IT is not often Wayne Bennett is taken by surprise.
But as the master coach sifted through the rubble of Newcastle’s fifth successive loss last weekend, a 32-16 hammering at the hands of lowly Canberra, he reflected ruefully on the absence of skipper Kurt Gidley, who will not play again this season after surgery to repair a dislocated shoulder.
Bennett’s admission was notable because earlier in the season, when Gidley was first injured playing against Cronulla in round two, he took a pragmatic view.
It was a setback, certainly, but no team could afford to rely on any individual.
‘‘Oh well, he’s one of the top players in the game,’’ Bennett said on March 11.
‘‘But we showed a lot of courage here today and we’ll just have to overcome that.
‘‘No team is immune from injuries.
‘‘We’re not any different, so we’ll just get on with the season and do the best we can.’’
Fast-forward three months and it appeared Bennett was playing a different tune.
‘‘Kurt Gidley’s injury obviously has had a huge effect on us, bigger than I thought it would be,’’ Bennett said on Saturday night.
‘‘He’s the one we can’t get back.’’
Bennett may have initially been of the opinion that Newcastle were collectively strong enough to withstand the loss of any player.
But history suggests otherwise.
The Newcastle Herald can today reveal the statistics that prove the Knights are twice the team with Gidley on board.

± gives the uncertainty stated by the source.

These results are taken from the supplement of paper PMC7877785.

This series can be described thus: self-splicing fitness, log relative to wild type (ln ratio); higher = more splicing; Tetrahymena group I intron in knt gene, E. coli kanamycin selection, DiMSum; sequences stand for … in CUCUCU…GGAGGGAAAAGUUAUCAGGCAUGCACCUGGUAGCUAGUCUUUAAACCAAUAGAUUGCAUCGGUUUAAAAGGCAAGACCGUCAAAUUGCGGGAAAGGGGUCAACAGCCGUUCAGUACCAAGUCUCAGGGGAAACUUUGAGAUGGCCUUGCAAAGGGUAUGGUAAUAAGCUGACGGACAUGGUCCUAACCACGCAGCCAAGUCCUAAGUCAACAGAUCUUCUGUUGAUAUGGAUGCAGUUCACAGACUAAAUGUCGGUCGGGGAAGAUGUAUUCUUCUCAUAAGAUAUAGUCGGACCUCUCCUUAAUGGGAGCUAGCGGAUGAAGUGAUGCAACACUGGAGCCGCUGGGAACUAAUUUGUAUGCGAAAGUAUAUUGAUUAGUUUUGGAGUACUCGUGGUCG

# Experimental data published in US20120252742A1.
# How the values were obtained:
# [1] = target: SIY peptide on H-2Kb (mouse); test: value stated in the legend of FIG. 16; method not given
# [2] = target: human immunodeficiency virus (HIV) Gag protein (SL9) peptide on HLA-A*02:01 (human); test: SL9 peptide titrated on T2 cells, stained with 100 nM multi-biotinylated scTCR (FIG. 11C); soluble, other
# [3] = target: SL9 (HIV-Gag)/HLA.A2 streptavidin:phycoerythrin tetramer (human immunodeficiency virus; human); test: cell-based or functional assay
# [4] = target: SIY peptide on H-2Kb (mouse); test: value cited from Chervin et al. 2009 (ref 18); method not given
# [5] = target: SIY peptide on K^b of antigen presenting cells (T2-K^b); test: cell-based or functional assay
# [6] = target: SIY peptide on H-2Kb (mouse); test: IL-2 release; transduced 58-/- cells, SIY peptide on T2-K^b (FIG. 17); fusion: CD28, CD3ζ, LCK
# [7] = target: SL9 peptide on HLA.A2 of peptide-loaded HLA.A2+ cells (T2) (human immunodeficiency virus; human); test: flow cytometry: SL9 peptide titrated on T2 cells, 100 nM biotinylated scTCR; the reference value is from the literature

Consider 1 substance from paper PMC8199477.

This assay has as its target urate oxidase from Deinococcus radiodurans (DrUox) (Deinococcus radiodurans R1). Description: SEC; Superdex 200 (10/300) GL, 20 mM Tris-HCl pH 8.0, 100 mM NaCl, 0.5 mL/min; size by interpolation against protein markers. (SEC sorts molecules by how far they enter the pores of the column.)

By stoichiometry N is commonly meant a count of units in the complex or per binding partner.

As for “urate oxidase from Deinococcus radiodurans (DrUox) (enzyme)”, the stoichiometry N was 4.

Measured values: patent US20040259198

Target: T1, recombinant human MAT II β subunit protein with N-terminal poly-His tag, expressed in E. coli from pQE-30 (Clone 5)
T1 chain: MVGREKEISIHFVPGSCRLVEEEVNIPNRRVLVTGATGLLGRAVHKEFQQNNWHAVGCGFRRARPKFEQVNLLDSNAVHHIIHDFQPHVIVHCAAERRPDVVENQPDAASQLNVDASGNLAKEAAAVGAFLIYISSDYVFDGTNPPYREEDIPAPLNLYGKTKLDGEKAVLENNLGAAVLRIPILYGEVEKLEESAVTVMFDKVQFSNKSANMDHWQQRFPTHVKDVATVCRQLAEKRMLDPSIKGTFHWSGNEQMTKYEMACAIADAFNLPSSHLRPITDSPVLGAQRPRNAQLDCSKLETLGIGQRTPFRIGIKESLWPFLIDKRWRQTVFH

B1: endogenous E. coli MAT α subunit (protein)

Well, twice as likely to win anyway.
And even more remarkably, the statistics suggest Gidley’s presence exerts even more influence on Newcastle results than the great Andrew Johns once did.
From 1994 to 2007, Johns was Newcastle’s talisman. Of the 249 club games he played for Newcastle, they won 66.2per cent.
Of the games he missed, the Knights won 37.5per cent.
Since his retirement, Gidley has assumed a similar stature.
Of the 100 games the utility back has played for Newcastle since 2007, Newcastle have won 52, obviously for a 52per cent success rate.
Of the 35 games he has missed through injuries or representative commitments, they have won only nine, at a strike rate of 25.7.
In other words, during the Johns era, whenever the champion playmaker was unavailable, Newcastle won an average of slightly more than one game in three.
Since then, whenever Gidley is sidelined, the Knights win one game in four, on average.
This season they have won three of the five games in which he has played, and lost seven of the eight he has missed.
Those statistics do not bode well for what lies ahead this season.
After 13 games, the Knights are 14th on the ladder and three clear wins adrift of the top eight with 11 games to play.
If they lose to in-form Wests Tigers at Hunter Stadium on Monday night, they will need a miracle to reach the play-offs.
And unless they can find a solution to their no-Kurt curse, that one-in-four winning ratio suggests the wooden spoon could be a genuine possibility.